In a recent on-line discussion, I found myself enmeshed in a prickly debate about whether museums should be operated as businesses. Some great points were made on the “pro-business” side: museums need income to keep the lights on; getting visitors through the door is essential to generating income both from earned revenue and from funders; museums need to stay on-mission; museums must weigh risk (such as mounting an exhibition on an unpopular theme) with reward (how does this benefit your institution).
I led the anti-business charge in this discussion, and continue to clarify this point: I am not anti-income. Museums need income. In fact, they need as much or more income as they have expenditures in order to survive. Despite not having attended business school, I understand this simple math.
The problem with running a museum like a business lies in the question of how to measure success. In this light, the heart of the on-line debate was captured in this statement: ” I’m not sure how a museum shows how it serves its public successfully except by numbers “through the door” (whether digital or physical or some other measure).”
Businesses measure success by quarterly earnings for shareholders. Museums measure success by numbers served. Both of these numbers have their uses, but neither serves the common good. However, businesses are not accountable to the common good (unfortunately). Museums – all non-profits – are.
The Problem: Measuring Success Through Visitor Numbers
I worked for many years at a museum in which the education department was asked to count and submit numbers served each quarter. We struggled with the question of how to count visitors we served multiple times. For example, students who take a 10-week class offered by museum staff visit the museum 10 times. Should each student, over the course of the entire class, count as one visitor? Or should the student count as 10 visitors? After all, an independent visitor who walks through the door twice in a two-week period is counted as two visitors. A family who attends family workshops four weekends over the course of the year counts as four families.
We were told to count each class session separately. We served over 1000 individual students in classes which each met with a museum instructor 23 times. By this accounting, the program served 23,000 students. This accounting is ethically problematic, as counting each student 23 times drastically inflates the number of individuals served. But the root of the problem is not the arbitrary nature of how to count these students: it is the counting itself.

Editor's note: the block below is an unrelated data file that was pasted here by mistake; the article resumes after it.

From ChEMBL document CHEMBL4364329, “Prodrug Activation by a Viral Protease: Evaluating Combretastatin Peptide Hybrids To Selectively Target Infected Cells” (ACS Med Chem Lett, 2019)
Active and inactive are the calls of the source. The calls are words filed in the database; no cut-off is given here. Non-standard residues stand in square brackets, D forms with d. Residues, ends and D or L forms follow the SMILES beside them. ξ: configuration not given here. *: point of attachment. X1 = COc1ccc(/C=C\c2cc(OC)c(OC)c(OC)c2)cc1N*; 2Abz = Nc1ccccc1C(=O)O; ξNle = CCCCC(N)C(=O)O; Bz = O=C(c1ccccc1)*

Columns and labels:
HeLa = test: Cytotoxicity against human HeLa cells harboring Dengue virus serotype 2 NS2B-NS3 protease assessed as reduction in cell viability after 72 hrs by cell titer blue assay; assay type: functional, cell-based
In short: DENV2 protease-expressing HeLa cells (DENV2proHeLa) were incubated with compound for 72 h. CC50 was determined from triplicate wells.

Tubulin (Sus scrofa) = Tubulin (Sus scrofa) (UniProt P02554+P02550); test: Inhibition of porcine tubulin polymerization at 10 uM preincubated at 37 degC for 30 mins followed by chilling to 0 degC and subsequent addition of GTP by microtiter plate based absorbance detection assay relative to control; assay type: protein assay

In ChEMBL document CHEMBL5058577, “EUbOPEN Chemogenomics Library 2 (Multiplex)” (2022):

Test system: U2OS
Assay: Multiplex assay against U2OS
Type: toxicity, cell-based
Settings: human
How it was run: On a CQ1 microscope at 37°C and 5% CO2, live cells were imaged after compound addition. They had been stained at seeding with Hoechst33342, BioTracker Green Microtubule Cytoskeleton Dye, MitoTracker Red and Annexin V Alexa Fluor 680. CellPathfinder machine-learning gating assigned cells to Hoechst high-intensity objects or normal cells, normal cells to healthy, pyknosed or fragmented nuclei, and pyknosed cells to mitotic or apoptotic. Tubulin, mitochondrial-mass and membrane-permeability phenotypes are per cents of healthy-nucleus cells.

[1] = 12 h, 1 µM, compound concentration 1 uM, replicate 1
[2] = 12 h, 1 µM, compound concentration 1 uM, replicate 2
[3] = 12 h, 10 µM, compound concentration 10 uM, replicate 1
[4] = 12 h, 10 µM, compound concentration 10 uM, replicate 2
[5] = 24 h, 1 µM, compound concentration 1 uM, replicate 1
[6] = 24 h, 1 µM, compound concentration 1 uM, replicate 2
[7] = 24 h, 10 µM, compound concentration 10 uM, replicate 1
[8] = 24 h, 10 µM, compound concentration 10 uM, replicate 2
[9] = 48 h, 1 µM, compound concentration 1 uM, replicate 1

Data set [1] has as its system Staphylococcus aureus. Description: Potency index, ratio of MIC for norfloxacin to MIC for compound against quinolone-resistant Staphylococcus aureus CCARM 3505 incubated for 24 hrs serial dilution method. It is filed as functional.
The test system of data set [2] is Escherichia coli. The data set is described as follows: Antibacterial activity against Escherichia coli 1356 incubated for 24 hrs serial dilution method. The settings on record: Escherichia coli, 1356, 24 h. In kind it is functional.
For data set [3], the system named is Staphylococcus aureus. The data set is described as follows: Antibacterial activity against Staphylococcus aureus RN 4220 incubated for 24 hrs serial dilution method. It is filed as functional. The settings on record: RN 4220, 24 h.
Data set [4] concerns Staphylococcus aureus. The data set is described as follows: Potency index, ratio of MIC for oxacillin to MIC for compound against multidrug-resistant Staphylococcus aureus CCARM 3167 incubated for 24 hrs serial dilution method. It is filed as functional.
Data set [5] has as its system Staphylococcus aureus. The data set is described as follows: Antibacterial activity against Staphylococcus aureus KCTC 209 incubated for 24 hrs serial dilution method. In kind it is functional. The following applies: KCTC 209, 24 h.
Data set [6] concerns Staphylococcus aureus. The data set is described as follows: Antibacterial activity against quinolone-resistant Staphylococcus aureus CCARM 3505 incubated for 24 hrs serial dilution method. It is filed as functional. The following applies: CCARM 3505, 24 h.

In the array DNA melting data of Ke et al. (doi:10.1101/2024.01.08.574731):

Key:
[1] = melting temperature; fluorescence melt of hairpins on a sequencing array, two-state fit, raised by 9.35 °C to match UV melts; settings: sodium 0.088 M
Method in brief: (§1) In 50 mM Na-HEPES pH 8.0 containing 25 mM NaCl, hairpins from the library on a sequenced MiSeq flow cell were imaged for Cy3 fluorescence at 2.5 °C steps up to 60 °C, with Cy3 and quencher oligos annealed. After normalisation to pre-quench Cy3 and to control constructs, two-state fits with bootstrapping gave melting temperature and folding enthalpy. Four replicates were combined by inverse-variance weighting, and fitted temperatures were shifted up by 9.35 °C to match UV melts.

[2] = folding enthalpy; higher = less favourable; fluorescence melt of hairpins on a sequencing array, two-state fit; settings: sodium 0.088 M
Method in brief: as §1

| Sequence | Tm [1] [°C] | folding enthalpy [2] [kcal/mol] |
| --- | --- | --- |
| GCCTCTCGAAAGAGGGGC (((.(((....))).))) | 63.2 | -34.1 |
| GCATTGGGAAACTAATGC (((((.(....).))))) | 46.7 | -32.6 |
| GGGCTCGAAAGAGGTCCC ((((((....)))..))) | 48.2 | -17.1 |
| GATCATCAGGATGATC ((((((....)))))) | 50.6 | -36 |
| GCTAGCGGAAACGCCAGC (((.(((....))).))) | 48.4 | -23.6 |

The way in which a museum “serves” a student who takes a 20-session class, or a teen who participates on a weekly advisory board, is substantively different than the way in which the museum serves a tourist who makes the museum part of his or her visit, or a family who tries out a family program and may not (or may) return. When a museum becomes a part of someone’s life, how do you evaluate this with a number expressing “contact hours” or number of visits?
And our tourist: What if he or she has always dreamed of visiting your museum, and finally makes it there, and spends the entire day there, buys books, talks to staff, and writes about the visit later? Is it fair to measure the success of the museum by adding a tally mark to our list of visitors?
Museums need to experiment with alternative ways of measuring value. At a great session at the American Alliance of Museums conference in Spring 2013, Jane Werner, Executive Director of the Pittsburgh Children’s Museum noted that she measures success in part through the museum’s impact on their local community (for example, institutions supported and spaces created) as well as through staff retention and growth. According to Eric Siegel, Director and Chief Content Officer at the New York Hall of Science, NYSci measures success by their impact on formal science education.
I live in Peoria, Illinois. The Peoria Riverfront Museum just hired a new Director. This Director is very explicitly charged (by a Board consisting largely of businessmen and businesswomen) with raising funds and increasing the number of visitors who walk through the museum’s door. These are essential concerns for a new and already-foundering museum. But without a larger goal in mind, this becomes a flat, self-serving goal. Mission becomes lip service. Business, rather than mission or ethics, drive important decisions about growth, exhibition planning, space usage.
Once we articulate new measures of success, we will be better at achieving them. If the Pittsburgh Children’s Museum had only a vague idea that it might care about its community, it would invest far fewer resources in collaborating with and supporting its neighbors. If the New York Hall of Science did not identify impact on formal education as a measure of success, it would undoubtedly have a much weaker impact on formal education.
My colleagues who took part in the on-line discussion were not suggesting sacrificing mission to income. Far from it. But there is a culture of business that threatens our ability to think about our work in a larger context of ethics, community import, message and mission. And every time we measure success by numbers served, the culture of business grows stronger, and our ability to articulate, and thus achieve, our real impact weakens.